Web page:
EPSRC logo

Details of Grant 

EPSRC Reference: EP/S020799/1
Title: New Reagents for Protein Modification
Principal Investigator: Baud, Dr M
Other Investigators:
Researcher Co-Investigators:
Project Partners:
Department: Sch of Chemistry
Organisation: University of Southampton
Scheme: New Investigator Award
Starts: 01 July 2019 Ends: 30 June 2021 Value (£): 195,281
EPSRC Research Topic Classifications:
Biological & Medicinal Chem. Chemical Biology
Chemical Synthetic Methodology
EPSRC Industrial Sector Classifications:
Related Grants:
Panel History:
Panel DatePanel NameOutcome
05 Dec 2018 EPSRC Physical Sciences - December 2018 Announced
Summary on Grant Application Form
Cysteine oxidation has attracted increasing interest recently, due to cumulative evidence of its key role in several critical and complex cellular processes, notably oxidative stress response mechanisms and redox cellular signalling pathways. It is estimated that up to 12% of all cysteines in the human proteome is in an oxidised form in cells and tissues. Astonishingly, cysteine sulfinic acid (Cys-SO2H, "CSA") alone is thought to account for ~5% of accessible (i.e. not buried in the protein core) cysteines in the human proteome. While increasing evidence in recent years have suggested that CSA acts as a regulatory modification, the full scope of its biological formation and activity remains poorly understood.

A major obstacle is the lack of methods to incorporate CSA chemically within purified proteins to enable accurate biochemical studies. Indeed, current methods for the preparation of CSA have proven extremely laborious and have relied on treating a cysteine thiol (Cys-SH) containing peptide/protein of interest (POI) with oxidising agents such as hydrogen peroxide or peroxyacids. Such methods are particularly inefficient and produce complex mixtures of oxidised POIs, further hampering purification and accurate characterisation in biochemical and biophysical assays.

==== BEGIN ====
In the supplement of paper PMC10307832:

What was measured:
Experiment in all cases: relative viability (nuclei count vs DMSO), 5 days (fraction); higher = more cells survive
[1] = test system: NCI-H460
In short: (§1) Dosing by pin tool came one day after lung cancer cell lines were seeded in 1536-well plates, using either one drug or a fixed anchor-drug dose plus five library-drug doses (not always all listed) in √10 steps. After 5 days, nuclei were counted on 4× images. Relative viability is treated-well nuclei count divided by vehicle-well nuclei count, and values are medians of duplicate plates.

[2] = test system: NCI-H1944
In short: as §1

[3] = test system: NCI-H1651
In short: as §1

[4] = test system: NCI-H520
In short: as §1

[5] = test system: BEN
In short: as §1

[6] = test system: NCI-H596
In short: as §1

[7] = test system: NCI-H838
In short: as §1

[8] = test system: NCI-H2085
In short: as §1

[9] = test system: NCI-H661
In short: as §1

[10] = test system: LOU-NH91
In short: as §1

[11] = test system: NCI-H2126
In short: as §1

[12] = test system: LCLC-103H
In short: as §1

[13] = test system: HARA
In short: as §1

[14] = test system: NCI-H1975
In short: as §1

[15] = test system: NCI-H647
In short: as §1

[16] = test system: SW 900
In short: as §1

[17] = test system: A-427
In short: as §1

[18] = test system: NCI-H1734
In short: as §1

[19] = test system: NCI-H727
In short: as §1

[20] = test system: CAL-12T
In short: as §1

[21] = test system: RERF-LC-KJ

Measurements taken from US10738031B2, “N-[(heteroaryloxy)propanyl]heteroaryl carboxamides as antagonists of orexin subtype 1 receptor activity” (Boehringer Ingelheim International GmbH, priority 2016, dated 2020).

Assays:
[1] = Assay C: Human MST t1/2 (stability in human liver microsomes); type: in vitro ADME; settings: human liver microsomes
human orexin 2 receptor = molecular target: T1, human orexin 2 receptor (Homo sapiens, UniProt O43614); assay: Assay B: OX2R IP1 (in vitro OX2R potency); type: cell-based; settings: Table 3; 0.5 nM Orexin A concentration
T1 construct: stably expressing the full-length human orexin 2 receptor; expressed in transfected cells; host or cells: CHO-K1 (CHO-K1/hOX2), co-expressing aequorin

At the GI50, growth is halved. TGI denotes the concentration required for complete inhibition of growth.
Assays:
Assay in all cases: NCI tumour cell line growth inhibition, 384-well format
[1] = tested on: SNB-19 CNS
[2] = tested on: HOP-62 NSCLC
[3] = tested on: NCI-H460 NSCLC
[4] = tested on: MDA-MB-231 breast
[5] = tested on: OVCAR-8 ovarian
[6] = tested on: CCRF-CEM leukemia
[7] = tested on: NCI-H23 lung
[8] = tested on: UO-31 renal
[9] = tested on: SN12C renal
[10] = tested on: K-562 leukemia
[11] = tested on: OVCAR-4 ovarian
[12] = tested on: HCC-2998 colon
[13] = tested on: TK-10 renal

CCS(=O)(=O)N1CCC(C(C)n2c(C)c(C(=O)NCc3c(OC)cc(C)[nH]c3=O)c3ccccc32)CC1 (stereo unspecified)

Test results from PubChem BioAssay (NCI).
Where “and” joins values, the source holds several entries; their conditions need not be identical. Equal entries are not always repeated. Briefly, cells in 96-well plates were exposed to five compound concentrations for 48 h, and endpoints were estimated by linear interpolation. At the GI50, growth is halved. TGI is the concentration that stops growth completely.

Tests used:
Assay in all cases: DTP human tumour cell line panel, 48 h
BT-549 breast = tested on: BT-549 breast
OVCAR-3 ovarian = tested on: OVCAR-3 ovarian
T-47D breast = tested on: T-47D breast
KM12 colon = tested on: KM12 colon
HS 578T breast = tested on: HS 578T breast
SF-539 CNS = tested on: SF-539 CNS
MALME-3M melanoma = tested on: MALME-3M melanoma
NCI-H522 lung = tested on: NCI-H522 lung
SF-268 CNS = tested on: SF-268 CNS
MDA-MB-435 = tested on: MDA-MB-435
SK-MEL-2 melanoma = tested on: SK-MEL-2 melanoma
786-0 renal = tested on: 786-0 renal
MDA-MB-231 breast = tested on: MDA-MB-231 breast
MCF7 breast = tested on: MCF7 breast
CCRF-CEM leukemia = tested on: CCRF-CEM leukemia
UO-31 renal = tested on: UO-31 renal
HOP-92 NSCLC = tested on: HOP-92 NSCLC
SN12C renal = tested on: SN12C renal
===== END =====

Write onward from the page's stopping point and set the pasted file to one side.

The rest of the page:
To address this critical caveat, we aim to develop new methods allowing the incorporation of CSA within recombinant proteins for functional studies, by modulating the nucleophilicity hence reactivity of the cysteine thiol towards oxidation. This programme of work will involve two main aspects: First, it will establish the design and synthetic routes towards novel cysteine chemoselective reagents in a CAPPING-OXIDATION-UNCAPPING one-pot sequence, along with biocompatible protocols for the efficient conversion of cysteine to CSA in short peptides. Second, we will then take advantage of these new reagents/protocols for the controlled introduction of CSA in an array of recombinant, therapeutically relevant proteins in proof-of-concept experiments.

An important focus of our investigation will be directed at shedding initial light on the influence of CSA on the structure, stability and molecular recognition properties of proteins. Overall, the successful development of these methodologies will provide the community with a valuable new tools to investigate the function and relevance of CSA in human physiology and disease. Finally, it will also open exciting avenues for the development of new generations of synthetic proteins/peptides encoding new activities and functions, for both fundamental science and therapeutic applications.

Key Findings
This information can now be found on Gateway to Research (GtR) http://gtr.rcuk.ac.uk
Potential use in non-academic contexts
This information can now be found on Gateway to Research (GtR) http://gtr.rcuk.ac.uk
Description This information can now be found on Gateway to Research (GtR) http://gtr.rcuk.ac.uk
Date Materialised
Sectors submitted by the Researcher
This information can now be found on Gateway to Research (GtR) http://gtr.rcuk.ac.uk
Project URL:  
Further Information:  
Organisation Website: http://www.soton.ac.uk